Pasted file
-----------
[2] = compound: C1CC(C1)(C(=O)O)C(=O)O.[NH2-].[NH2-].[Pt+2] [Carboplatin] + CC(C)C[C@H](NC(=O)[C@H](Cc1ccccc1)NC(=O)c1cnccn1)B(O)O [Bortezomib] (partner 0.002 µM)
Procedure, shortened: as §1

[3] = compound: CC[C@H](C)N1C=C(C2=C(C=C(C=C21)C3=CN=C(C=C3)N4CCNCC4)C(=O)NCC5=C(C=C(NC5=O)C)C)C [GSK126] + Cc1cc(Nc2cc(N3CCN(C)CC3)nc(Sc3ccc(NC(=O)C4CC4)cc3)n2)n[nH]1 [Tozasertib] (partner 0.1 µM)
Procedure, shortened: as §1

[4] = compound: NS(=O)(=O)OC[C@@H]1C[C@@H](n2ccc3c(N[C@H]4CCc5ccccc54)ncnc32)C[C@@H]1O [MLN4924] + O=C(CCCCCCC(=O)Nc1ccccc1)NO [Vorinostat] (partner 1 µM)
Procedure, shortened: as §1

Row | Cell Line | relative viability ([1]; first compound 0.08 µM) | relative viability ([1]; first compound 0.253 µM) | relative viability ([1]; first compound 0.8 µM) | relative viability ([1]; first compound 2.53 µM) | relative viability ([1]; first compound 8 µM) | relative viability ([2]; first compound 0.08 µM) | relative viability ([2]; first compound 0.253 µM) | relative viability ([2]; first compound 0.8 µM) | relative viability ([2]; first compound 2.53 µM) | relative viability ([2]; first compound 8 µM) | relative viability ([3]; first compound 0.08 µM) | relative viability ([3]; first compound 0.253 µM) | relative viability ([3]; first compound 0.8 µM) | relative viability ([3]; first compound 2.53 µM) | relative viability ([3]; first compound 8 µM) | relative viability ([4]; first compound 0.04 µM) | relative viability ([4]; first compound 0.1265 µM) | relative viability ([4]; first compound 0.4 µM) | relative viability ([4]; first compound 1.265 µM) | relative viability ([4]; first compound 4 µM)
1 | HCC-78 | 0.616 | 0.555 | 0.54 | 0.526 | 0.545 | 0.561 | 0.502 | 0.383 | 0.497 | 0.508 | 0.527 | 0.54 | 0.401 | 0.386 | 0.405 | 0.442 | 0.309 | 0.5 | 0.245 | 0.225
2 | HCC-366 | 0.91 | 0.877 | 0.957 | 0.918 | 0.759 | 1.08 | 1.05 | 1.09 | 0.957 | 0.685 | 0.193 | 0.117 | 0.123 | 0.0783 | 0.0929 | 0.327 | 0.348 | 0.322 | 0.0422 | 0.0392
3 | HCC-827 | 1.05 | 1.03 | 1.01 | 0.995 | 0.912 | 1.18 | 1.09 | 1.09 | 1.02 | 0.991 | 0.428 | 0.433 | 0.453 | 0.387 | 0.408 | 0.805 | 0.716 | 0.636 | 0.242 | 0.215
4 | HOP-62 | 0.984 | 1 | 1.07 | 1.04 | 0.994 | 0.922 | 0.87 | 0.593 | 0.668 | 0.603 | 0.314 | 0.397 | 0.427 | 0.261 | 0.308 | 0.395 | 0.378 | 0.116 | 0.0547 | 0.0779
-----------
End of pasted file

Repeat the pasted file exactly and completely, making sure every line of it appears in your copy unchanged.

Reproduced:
[2] = compound: C1CC(C1)(C(=O)O)C(=O)O.[NH2-].[NH2-].[Pt+2] [Carboplatin] + CC(C)C[C@H](NC(=O)[C@H](Cc1ccccc1)NC(=O)c1cnccn1)B(O)O [Bortezomib] (partner 0.002 µM)
Procedure, shortened: as §1

[3] = compound: CC[C@H](C)N1C=C(C2=C(C=C(C=C21)C3=CN=C(C=C3)N4CCNCC4)C(=O)NCC5=C(C=C(NC5=O)C)C)C [GSK126] + Cc1cc(Nc2cc(N3CCN(C)CC3)nc(Sc3ccc(NC(=O)C4CC4)cc3)n2)n[nH]1 [Tozasertib] (partner 0.1 µM)
Procedure, shortened: as §1

[4] = compound: NS(=O)(=O)OC[C@@H]1C[C@@H](n2ccc3c(N[C@H]4CCc5ccccc54)ncnc32)C[C@@H]1O [MLN4924] + O=C(CCCCCCC(=O)Nc1ccccc1)NO [Vorinostat] (partner 1 µM)
Procedure, shortened: as §1

Row | Cell Line | relative viability ([1]; first compound 0.08 µM) | relative viability ([1]; first compound 0.253 µM) | relative viability ([1]; first compound 0.8 µM) | relative viability ([1]; first compound 2.53 µM) | relative viability ([1]; first compound 8 µM) | relative viability ([2]; first compound 0.08 µM) | relative viability ([2]; first compound 0.253 µM) | relative viability ([2]; first compound 0.8 µM) | relative viability ([2]; first compound 2.53 µM) | relative viability ([2]; first compound 8 µM) | relative viability ([3]; first compound 0.08 µM) | relative viability ([3]; first compound 0.253 µM) | relative viability ([3]; first compound 0.8 µM) | relative viability ([3]; first compound 2.53 µM) | relative viability ([3]; first compound 8 µM) | relative viability ([4]; first compound 0.04 µM) | relative viability ([4]; first compound 0.1265 µM) | relative viability ([4]; first compound 0.4 µM) | relative viability ([4]; first compound 1.265 µM) | relative viability ([4]; first compound 4 µM)
1 | HCC-78 | 0.616 | 0.555 | 0.54 | 0.526 | 0.545 | 0.561 | 0.502 | 0.383 | 0.497 | 0.508 | 0.527 | 0.54 | 0.401 | 0.386 | 0.405 | 0.442 | 0.309 | 0.5 | 0.245 | 0.225
2 | HCC-366 | 0.91 | 0.877 | 0.957 | 0.918 | 0.759 | 1.08 | 1.05 | 1.09 | 0.957 | 0.685 | 0.193 | 0.117 | 0.123 | 0.0783 | 0.0929 | 0.327 | 0.348 | 0.322 | 0.0422 | 0.0392
3 | HCC-827 | 1.05 | 1.03 | 1.01 | 0.995 | 0.912 | 1.18 | 1.09 | 1.09 | 1.02 | 0.991 | 0.428 | 0.433 | 0.453 | 0.387 | 0.408 | 0.805 | 0.716 | 0.636 | 0.242 | 0.215
4 | HOP-62 | 0.984 | 1 | 1.07 | 1.04 | 0.994 | 0.922 | 0.87 | 0.593 | 0.668 | 0.603 | 0.314 | 0.397 | 0.427 | 0.261 | 0.308 | 0.395 | 0.378 | 0.116 | 0.0547 | 0.0779